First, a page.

by Ryan Broedlin, Esq.
It’s no secret that Individual Retirement Accounts (“IRAs”) make up a material portion of the average American’s retirement plan. As a result, the attorneys at The Murray Firm pay close attention to legislation impacting IRAs and their utility as planning tools. Recently, Congress took aim at making IRAs a more valuable retirement tool for those who are so reliant upon them to fund life after leaving the workforce. Specifically, the Setting Every Community Up for Retirement Enhancement Act – a/k/a the SECURE Act – was passed by the House of Representatives earlier this year and is currently working its way through the Senate. The proposed law would yield immediate, up-front benefits for IRA owners. As discussed below, however, those benefits come at a cost of reducing the utility of IRAs as wealth transfer tools.
Let’s start with the good news. The SECURE Act, as currently drafted, will enhance the value of IRAs as retirement tools in at least two meaningful ways. First, IRA owners would get to wait longer before taking their Required Minimum Distributions (“RMDs”) from their accounts. Instead of starting at 70.5, RMDs could be postponed until age 72, providing an additional 18 months of tax deferred growth for investments. Second, the SECURE Act would eliminate the age cap – currently 70.5 – for making contributions to an IRA. These changes make clear that Congress recognizes that many Americans are working past standard retirement to grow their nest eggs and will allow IRA owners to do just that.
In addition to funding retirement, however, IRAs have also become an important wealth transfer and estate planning tool. This is due to the ability of recipients of an inherited IRA to “stretch” the RMDs over their own life expectancy, rather than the life expectancy of the original owner. Using this feature, distributions from the IRA get taxed at lower marginal income tax rates than they would if taken over a shorter period of time or a lump sum, allowing the tax avoidance features of the IRA to be prolonged, sometimes for decades after the death of the original owner of the IRA. Unfortunately, the SECURE Act has taken direct aim at this feature of IRAs and, if signed into law, would limit the ability to “stretch” an inherited IRA to a period of 10 years resulting in a substantially higher tax bill than if the IRA could be stretched over an individual’s entire life expectancy.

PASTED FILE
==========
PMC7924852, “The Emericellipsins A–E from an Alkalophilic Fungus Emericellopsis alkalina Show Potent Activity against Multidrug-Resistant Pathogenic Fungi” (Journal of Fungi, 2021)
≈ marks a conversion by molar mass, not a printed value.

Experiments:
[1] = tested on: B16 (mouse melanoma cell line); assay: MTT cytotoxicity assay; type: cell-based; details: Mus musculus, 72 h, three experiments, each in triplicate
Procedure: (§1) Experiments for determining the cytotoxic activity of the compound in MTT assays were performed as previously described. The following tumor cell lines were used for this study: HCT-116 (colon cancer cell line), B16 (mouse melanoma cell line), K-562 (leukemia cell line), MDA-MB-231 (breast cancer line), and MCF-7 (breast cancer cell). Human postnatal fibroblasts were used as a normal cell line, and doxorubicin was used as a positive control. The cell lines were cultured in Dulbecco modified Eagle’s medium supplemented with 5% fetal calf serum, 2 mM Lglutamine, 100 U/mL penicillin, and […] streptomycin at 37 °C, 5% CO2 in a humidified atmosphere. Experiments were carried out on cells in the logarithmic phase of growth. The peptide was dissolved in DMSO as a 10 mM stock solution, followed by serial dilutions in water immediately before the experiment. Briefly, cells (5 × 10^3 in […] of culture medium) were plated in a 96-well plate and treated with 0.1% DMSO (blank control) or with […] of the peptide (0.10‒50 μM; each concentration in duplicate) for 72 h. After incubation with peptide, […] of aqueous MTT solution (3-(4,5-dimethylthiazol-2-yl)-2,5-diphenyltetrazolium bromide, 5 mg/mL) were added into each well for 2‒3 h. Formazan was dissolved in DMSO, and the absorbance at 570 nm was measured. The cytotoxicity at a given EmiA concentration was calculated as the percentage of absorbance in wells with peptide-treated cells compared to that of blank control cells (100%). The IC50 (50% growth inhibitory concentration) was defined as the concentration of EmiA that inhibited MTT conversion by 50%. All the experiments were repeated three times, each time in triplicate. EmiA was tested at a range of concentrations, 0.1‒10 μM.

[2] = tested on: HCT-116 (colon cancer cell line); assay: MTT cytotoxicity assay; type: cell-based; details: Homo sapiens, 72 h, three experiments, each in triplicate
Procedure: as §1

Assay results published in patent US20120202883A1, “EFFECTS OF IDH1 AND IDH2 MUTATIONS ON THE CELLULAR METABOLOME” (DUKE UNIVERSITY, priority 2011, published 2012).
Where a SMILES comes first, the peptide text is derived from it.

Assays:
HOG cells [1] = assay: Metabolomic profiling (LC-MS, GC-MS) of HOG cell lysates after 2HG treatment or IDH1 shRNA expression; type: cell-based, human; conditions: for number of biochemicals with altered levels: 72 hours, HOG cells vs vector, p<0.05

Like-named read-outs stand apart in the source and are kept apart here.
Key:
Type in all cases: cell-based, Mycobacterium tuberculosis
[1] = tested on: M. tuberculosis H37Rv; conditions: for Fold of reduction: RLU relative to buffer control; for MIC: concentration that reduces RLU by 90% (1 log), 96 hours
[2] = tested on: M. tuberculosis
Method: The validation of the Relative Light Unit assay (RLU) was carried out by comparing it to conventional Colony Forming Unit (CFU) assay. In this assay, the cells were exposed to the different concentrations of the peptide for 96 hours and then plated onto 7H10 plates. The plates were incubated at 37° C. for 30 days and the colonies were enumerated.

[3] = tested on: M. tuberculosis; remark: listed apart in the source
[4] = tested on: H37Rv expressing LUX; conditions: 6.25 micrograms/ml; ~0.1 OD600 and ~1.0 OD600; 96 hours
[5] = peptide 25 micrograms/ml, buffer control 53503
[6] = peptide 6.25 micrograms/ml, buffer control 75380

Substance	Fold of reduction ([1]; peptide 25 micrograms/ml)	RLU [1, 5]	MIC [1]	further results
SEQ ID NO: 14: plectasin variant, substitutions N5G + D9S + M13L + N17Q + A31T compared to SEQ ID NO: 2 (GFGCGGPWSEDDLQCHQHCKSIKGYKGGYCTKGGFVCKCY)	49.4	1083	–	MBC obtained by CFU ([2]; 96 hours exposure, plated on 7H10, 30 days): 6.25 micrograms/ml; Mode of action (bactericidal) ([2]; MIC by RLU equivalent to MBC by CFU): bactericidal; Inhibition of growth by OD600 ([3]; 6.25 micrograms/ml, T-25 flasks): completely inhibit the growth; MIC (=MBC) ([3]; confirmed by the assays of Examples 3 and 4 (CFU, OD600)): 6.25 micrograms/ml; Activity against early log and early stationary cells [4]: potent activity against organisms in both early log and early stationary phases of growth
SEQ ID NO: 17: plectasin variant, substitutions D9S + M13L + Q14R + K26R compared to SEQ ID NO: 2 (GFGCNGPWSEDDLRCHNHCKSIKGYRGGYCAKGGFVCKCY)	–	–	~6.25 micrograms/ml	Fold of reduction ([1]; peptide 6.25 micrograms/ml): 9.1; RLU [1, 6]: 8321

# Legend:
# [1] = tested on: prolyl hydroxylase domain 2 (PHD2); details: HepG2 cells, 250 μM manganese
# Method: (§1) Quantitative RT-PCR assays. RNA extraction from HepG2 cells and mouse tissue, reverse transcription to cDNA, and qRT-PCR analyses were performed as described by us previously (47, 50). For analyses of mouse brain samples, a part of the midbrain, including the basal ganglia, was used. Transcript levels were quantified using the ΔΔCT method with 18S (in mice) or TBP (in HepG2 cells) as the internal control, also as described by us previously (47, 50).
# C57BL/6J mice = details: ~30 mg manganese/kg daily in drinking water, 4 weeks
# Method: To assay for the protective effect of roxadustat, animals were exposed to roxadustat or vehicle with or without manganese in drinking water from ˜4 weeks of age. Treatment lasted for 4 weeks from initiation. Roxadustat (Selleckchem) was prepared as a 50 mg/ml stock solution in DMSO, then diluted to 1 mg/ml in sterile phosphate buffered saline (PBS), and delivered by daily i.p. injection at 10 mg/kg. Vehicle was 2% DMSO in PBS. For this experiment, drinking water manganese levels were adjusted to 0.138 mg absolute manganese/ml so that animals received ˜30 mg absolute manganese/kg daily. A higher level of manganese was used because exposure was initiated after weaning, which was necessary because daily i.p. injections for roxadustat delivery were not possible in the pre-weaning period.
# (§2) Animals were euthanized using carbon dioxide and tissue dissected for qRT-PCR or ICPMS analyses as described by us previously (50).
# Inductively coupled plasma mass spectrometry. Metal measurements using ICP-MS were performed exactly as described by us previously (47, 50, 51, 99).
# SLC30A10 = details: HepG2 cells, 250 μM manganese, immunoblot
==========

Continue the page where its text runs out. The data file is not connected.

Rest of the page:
There are, of course, exceptions to this rule: IRAs inherited by spouses, minor children, and disabled or chronically ill individuals will not be subject to the 10-year limitation. Given these exceptions, IRAs will certainly not lose their status as a favored wealth transfer tool. If, however, the SECURE Act becomes the law of the land, adult children and other relatives may no longer make sense as the proper beneficiaries of IRAs. Instead, it will be incredibly important to review your estate plan, especially your beneficiary designations on IRAs, to determine whether you are taking the steps necessary to continue the tax preferred status of your IRAs for as long as possible.
We at The Murray Firm will continue to monitor the progress of the SECURE Act and will provide an additional update if and when it becomes law. In the meantime, we offer a free one-hour consultation for clients in New Jersey, New York, and Pennsylvania to review your estate plan, including IRA beneficiary designations, to make sure that your planning makes sense in light of the current legal landscape. Please reach out to us today to schedule an appointment at 908.204.3477.
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